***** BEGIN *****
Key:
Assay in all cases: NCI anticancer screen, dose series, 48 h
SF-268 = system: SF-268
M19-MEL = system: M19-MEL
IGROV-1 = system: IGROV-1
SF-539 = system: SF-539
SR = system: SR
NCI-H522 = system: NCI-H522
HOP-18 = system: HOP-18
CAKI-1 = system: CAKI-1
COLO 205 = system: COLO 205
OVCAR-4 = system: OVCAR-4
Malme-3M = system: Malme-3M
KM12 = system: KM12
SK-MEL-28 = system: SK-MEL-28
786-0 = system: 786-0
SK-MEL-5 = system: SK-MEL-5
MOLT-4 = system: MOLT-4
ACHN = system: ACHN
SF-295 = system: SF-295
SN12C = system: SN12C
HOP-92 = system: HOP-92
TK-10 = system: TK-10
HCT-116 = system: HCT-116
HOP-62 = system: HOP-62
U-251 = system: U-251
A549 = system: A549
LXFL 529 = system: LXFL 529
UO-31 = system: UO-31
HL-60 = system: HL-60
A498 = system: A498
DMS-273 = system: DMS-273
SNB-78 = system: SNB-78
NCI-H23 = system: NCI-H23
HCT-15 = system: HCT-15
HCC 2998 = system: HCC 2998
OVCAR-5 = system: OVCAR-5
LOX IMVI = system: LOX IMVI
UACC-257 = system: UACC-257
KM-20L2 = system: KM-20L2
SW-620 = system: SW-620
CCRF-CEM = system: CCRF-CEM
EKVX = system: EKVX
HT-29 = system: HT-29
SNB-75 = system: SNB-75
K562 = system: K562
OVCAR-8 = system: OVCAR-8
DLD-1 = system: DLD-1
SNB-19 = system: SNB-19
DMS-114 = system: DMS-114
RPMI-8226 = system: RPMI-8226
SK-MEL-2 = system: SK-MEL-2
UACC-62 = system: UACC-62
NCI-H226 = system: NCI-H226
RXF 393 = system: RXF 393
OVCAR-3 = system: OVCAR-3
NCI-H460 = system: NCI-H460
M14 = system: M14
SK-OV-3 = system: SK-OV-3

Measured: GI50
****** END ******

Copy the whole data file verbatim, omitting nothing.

Key:
Assay in all cases: NCI anticancer screen, dose series, 48 h
SF-268 = system: SF-268
M19-MEL = system: M19-MEL
IGROV-1 = system: IGROV-1
SF-539 = system: SF-539
SR = system: SR
NCI-H522 = system: NCI-H522
HOP-18 = system: HOP-18
CAKI-1 = system: CAKI-1
COLO 205 = system: COLO 205
OVCAR-4 = system: OVCAR-4
Malme-3M = system: Malme-3M
KM12 = system: KM12
SK-MEL-28 = system: SK-MEL-28
786-0 = system: 786-0
SK-MEL-5 = system: SK-MEL-5
MOLT-4 = system: MOLT-4
ACHN = system: ACHN
SF-295 = system: SF-295
SN12C = system: SN12C
HOP-92 = system: HOP-92
TK-10 = system: TK-10
HCT-116 = system: HCT-116
HOP-62 = system: HOP-62
U-251 = system: U-251
A549 = system: A549
LXFL 529 = system: LXFL 529
UO-31 = system: UO-31
HL-60 = system: HL-60
A498 = system: A498
DMS-273 = system: DMS-273
SNB-78 = system: SNB-78
NCI-H23 = system: NCI-H23
HCT-15 = system: HCT-15
HCC 2998 = system: HCC 2998
OVCAR-5 = system: OVCAR-5
LOX IMVI = system: LOX IMVI
UACC-257 = system: UACC-257
KM-20L2 = system: KM-20L2
SW-620 = system: SW-620
CCRF-CEM = system: CCRF-CEM
EKVX = system: EKVX
HT-29 = system: HT-29
SNB-75 = system: SNB-75
K562 = system: K562
OVCAR-8 = system: OVCAR-8
DLD-1 = system: DLD-1
SNB-19 = system: SNB-19
DMS-114 = system: DMS-114
RPMI-8226 = system: RPMI-8226
SK-MEL-2 = system: SK-MEL-2
UACC-62 = system: UACC-62
NCI-H226 = system: NCI-H226
RXF 393 = system: RXF 393
OVCAR-3 = system: OVCAR-3
NCI-H460 = system: NCI-H460
M14 = system: M14
SK-OV-3 = system: SK-OV-3

Measured: GI50